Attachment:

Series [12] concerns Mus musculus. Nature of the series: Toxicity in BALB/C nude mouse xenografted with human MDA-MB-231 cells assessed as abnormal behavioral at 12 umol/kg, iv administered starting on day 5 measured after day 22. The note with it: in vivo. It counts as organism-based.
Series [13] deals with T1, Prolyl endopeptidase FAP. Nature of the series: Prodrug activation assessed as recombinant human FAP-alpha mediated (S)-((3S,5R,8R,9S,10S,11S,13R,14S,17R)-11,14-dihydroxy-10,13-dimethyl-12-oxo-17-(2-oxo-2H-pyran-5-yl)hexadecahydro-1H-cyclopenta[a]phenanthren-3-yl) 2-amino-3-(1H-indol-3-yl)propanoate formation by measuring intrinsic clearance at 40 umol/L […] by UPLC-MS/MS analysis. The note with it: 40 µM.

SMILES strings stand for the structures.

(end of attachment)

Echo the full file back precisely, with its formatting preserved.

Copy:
Series [12] concerns Mus musculus. Nature of the series: Toxicity in BALB/C nude mouse xenografted with human MDA-MB-231 cells assessed as abnormal behavioral at 12 umol/kg, iv administered starting on day 5 measured after day 22. The note with it: in vivo. It counts as organism-based.
Series [13] deals with T1, Prolyl endopeptidase FAP. Nature of the series: Prodrug activation assessed as recombinant human FAP-alpha mediated (S)-((3S,5R,8R,9S,10S,11S,13R,14S,17R)-11,14-dihydroxy-10,13-dimethyl-12-oxo-17-(2-oxo-2H-pyran-5-yl)hexadecahydro-1H-cyclopenta[a]phenanthren-3-yl) 2-amino-3-(1H-indol-3-yl)propanoate formation by measuring intrinsic clearance at 40 umol/L […] by UPLC-MS/MS analysis. The note with it: 40 µM.

SMILES strings stand for the structures.